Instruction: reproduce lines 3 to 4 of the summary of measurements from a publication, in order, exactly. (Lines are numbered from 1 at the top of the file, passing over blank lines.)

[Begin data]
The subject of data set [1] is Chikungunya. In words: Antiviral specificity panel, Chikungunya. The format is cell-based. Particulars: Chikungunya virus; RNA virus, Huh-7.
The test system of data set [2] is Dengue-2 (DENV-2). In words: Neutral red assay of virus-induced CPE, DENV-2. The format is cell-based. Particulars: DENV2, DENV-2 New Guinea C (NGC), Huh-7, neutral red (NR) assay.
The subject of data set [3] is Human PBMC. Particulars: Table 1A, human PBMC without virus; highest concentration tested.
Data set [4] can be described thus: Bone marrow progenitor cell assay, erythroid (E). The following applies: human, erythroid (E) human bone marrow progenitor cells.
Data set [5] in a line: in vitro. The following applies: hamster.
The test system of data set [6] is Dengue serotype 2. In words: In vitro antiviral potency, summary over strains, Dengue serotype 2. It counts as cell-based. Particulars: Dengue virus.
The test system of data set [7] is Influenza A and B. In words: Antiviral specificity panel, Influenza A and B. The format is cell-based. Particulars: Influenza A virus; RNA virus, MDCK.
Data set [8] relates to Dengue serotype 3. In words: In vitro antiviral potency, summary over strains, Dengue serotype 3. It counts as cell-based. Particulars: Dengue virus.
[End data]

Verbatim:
The subject of data set [3] is Human PBMC. Particulars: Table 1A, human PBMC without virus; highest concentration tested.
Data set [4] can be described thus: Bone marrow progenitor cell assay, erythroid (E). The following applies: human, erythroid (E) human bone marrow progenitor cells.